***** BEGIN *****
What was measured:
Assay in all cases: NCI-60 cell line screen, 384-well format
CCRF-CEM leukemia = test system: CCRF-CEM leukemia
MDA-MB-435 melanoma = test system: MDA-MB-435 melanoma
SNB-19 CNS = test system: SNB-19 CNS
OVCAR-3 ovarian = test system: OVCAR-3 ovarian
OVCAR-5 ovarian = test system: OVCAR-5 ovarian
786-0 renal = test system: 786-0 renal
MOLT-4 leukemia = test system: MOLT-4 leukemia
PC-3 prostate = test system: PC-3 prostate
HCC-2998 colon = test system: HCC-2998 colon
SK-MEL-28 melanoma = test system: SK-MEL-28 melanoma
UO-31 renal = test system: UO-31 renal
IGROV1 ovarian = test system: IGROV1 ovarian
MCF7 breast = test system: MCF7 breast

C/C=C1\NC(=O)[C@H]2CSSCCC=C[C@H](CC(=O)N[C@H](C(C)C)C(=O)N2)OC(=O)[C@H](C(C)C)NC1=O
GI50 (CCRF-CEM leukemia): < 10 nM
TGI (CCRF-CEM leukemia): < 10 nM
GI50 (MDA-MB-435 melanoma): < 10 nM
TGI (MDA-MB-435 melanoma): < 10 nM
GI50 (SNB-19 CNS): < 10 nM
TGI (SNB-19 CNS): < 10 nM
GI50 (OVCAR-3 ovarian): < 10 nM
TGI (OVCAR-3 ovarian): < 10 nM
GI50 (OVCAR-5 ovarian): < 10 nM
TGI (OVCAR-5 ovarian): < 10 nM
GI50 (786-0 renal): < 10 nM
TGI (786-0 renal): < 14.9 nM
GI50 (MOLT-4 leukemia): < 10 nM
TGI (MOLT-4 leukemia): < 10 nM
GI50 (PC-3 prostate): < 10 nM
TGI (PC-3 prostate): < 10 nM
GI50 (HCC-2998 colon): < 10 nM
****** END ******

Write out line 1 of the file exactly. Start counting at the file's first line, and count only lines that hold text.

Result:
What was measured: